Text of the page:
This morning, the Senate confirmed three federal judges. On the one hand, they are not unique; like all of the President’s judges and judicial nominees, they have the necessary intellect, experience, integrity, and temperament. But they are special in that each of them is a trailblazer on their courts:
Judge Darrin Gayles, confirmed to the U.S. District Court for the Southern District of Florida, is the first openly gay African American man to be confirmed as a lifetime-appointed federal judge in our nation’s history.
Judge Salvador Mendoza, confirmed to the U.S. District Court for the Eastern District of Washington, is the first Hispanic judge to serve on his court.
Staci Yandle, confirmed to the U.S. District Court for the Southern District of Illinois, is the first African American to serve on her court and the first openly gay lifetime-appointed federal judge in Illinois.
President Obama has now appointed more female judges and more Hispanic judges than any other President: wh.gov/lHujw
Today’s confirmations also set historic milestones: For the first time in history, the Senate has confirmed two openly gay judges on the same day. President Obama has now appointed more female judges than any other President, breaking the record previously set by President Clinton. President Obama also has now appointed more Hispanic judges than any other President, breaking the record previously held by President George W. Bush. As we’ve said before, these “firsts” — and these milestones — are important, not because these judges will consider cases differently, but because a judiciary that better resembles our nation instills even greater confidence in our justice system, and because these judges will serve as role models for generations of lawyers to come. Congratulations to our newest federal judges, who we are confident will serve with honor, distinction, and fidelity to the rule of law.
Washington Post: President Obama holds a wide lead among Hispanic voters when matched against potential Republican challengers, even as widespread opposition to his administration’s stepped-up deportation policies act as a drag on his approval ratings among that group, according to a new poll.
The survey, conducted by the Pew Hispanic Center, revealed a general-election weakness for Republicans among an increasingly influential voting bloc — with former Massachusetts governor Mitt Romney and Texas Gov. Rick Perry each winning less than one-fourth of the Hispanic vote in hypothetical matchups against Obama.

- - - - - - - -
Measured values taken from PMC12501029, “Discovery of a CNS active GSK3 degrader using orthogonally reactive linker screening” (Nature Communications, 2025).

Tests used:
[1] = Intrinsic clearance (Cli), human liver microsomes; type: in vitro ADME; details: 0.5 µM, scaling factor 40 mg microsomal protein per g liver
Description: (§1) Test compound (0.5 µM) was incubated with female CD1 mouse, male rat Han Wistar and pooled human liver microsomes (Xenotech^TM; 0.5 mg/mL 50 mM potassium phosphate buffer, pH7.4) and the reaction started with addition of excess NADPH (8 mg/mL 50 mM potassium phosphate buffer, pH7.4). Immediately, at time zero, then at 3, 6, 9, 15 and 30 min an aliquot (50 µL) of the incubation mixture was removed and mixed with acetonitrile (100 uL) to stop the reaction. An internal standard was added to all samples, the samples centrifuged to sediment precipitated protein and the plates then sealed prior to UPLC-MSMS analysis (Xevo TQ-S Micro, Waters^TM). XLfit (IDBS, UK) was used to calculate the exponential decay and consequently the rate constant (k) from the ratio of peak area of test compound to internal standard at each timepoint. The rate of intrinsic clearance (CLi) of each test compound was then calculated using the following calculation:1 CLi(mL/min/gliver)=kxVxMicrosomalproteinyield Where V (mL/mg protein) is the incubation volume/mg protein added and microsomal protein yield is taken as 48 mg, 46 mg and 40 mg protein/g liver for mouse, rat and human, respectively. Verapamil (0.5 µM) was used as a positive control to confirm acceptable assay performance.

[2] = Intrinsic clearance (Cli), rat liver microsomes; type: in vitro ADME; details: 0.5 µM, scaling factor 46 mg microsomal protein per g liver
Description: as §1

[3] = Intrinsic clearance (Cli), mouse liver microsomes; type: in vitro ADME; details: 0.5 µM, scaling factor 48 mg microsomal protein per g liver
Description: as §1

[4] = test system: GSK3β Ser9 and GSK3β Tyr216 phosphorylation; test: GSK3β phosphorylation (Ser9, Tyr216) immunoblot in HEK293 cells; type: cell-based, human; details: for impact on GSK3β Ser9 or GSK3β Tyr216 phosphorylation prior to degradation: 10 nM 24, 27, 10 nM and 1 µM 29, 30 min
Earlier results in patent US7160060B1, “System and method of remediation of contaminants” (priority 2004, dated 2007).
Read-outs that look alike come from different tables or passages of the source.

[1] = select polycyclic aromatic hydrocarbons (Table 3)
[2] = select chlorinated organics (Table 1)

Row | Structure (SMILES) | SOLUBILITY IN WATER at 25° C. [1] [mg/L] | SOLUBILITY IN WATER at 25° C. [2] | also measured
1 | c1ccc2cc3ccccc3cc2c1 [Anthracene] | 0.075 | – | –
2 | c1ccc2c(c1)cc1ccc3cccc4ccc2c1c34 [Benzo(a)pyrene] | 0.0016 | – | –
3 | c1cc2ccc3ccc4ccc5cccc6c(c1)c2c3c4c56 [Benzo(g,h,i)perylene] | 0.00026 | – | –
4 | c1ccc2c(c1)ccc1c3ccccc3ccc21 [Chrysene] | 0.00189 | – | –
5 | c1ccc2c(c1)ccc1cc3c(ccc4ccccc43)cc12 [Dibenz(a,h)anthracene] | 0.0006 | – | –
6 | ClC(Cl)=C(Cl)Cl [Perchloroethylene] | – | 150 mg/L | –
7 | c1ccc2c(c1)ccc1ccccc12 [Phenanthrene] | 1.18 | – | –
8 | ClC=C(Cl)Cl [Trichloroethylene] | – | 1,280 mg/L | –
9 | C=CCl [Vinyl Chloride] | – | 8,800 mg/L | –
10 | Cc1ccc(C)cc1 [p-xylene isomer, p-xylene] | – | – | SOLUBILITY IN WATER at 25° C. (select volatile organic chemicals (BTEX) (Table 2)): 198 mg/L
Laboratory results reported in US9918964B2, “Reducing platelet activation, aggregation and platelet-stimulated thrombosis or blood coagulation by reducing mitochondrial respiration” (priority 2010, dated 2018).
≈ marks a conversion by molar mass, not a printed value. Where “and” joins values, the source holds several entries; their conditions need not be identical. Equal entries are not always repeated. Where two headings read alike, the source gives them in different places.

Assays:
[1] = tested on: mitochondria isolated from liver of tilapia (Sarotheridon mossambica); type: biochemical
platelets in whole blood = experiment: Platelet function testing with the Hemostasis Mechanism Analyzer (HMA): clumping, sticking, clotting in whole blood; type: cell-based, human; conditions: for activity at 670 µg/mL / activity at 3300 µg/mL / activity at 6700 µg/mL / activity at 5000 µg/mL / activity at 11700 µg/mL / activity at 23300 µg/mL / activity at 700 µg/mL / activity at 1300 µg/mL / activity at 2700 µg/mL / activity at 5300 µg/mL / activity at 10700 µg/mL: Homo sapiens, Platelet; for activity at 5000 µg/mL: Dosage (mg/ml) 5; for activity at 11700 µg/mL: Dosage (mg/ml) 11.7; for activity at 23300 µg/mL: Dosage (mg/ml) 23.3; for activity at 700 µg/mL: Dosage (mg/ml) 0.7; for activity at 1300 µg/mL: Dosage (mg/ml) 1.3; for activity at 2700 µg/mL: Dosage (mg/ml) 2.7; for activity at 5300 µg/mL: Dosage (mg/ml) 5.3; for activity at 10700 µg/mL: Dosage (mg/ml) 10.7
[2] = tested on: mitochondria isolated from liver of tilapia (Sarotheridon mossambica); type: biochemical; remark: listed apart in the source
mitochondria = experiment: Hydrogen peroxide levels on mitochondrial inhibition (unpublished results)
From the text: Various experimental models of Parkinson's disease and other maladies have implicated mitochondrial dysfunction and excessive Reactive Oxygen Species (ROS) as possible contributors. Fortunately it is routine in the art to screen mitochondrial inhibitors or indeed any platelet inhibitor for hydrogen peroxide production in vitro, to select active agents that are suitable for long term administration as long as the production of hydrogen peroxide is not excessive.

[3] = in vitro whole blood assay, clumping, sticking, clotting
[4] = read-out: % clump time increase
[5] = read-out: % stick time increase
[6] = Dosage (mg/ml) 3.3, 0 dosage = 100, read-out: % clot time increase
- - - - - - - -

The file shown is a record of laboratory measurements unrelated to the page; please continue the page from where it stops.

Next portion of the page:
Obama leads Romney by 68 percent to 23 percent and Perry by 69 percent to 23 percent among Hispanic voters, with a margin of error of plus or minus 5.2 percentage points for the sample.
Bloomberg: Fewer Americans filed applications for unemployment benefits over the past month than at any time in the past three years, a sign the U.S. labor market is on the mend heading into the new year.
The four-week moving average for claims, a less volatile measure than the weekly figures, dropped to 375,000 last week, the lowest level since June 2008, Labor Department figures showed today in Washington. Applications rose for the first time in a month in the week ended Dec. 24, climbing by a more-than- forecast 15,000 to 381,000.
The jump in claims last week may say more about their volatility during this time of year than about the state of the job market …. Their recent decline has stoked speculation the world’s largest economy was on the cusp of showing bigger gains in employment.
President Obama gestures as he speaks about his basketball injury, caused by Reynaldo Decerega of the Congressional Hispanic Caucus Institute, at the Institute’s awards gala in Washington, September 14